Other problems with nuclear include lead time and capital expense. I have seen estimates of up to 15 years before a single nuclear electron can reach the grid here in Australia. Money for capital intensive projects like nuclear power stations will be very scarce in a post Peak Oil world.

  3. The lead time issues associated with nuclear are really a problem with 90% of the alternatives and not just a nuclear thing. Lead time is the reason we need to start transition yesterday and not tommorrow. We cant even begin to start this until we can get agreement on wht the transition is to be to, let alone the debate as to is it necessary.

  4. The problem is not that there is no engineering solution. The problem is its far too late to seriously attack the problem before collapse. Fusion might have worked out with more intense research. Tapping 0.1% of the Atlantic Gulf Stream would provide more than the whole human race needs. The snag is that before serious work really gets going on any of these things, the wealth needed to fund them will be evaporating. The time before northern europe returns to huddling around fires in winter, as we did when I was a child, won’t be enough for such large scale developments to complete.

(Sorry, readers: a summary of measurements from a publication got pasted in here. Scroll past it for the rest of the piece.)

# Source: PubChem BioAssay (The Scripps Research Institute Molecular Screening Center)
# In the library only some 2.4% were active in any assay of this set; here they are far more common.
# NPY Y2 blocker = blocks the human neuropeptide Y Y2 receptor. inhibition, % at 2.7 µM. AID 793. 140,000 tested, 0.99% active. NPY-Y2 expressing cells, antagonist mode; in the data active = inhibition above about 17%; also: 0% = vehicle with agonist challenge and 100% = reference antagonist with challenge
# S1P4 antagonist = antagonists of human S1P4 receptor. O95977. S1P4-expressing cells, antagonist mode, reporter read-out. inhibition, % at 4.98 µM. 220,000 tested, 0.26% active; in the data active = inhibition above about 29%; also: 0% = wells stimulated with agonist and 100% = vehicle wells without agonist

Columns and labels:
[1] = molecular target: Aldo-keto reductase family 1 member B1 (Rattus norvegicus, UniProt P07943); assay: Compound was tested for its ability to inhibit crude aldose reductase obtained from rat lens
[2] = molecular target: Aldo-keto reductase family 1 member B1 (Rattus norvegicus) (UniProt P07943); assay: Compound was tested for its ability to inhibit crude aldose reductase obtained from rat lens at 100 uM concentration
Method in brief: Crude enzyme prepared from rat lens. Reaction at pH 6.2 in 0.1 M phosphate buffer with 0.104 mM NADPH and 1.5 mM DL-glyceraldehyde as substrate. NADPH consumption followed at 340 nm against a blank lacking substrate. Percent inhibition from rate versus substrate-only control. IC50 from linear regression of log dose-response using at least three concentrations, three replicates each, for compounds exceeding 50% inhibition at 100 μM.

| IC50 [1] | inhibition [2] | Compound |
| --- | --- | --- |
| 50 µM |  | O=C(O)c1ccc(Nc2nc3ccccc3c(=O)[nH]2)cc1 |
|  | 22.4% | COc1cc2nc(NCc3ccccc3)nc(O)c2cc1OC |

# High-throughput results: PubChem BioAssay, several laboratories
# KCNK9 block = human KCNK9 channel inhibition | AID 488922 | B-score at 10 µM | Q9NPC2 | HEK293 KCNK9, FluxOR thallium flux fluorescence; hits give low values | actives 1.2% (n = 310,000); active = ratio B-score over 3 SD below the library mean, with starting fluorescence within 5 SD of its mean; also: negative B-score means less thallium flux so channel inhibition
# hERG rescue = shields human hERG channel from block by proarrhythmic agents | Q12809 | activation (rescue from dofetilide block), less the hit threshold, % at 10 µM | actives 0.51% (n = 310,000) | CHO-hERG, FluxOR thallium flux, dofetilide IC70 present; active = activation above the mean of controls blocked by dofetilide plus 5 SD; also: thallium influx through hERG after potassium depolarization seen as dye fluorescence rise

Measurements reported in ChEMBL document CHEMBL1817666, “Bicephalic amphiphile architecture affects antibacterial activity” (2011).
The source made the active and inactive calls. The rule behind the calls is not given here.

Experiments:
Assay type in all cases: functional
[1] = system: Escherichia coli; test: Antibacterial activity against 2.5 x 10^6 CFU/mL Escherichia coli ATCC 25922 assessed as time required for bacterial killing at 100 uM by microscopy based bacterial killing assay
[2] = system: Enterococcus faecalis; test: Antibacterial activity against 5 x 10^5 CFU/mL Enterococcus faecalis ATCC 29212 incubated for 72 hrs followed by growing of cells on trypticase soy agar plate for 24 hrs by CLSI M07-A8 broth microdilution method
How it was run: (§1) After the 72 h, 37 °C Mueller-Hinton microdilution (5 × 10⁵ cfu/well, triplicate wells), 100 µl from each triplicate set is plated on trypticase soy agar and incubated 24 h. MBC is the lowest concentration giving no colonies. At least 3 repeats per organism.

Maybe we would have been doomed anyway. The problem is so big, it might be insurmountable. Dragging feet has, however, made a bad future inevitable.

  5. Here is a post from Rich Bodo (who had trouble posting his comment to this blog):

    Just an idea, here: perhaps international competition to develop
    alternative energy sources will help alleviate oil dependency.
    Something akin to the “space race” in the 60s. What pressure can we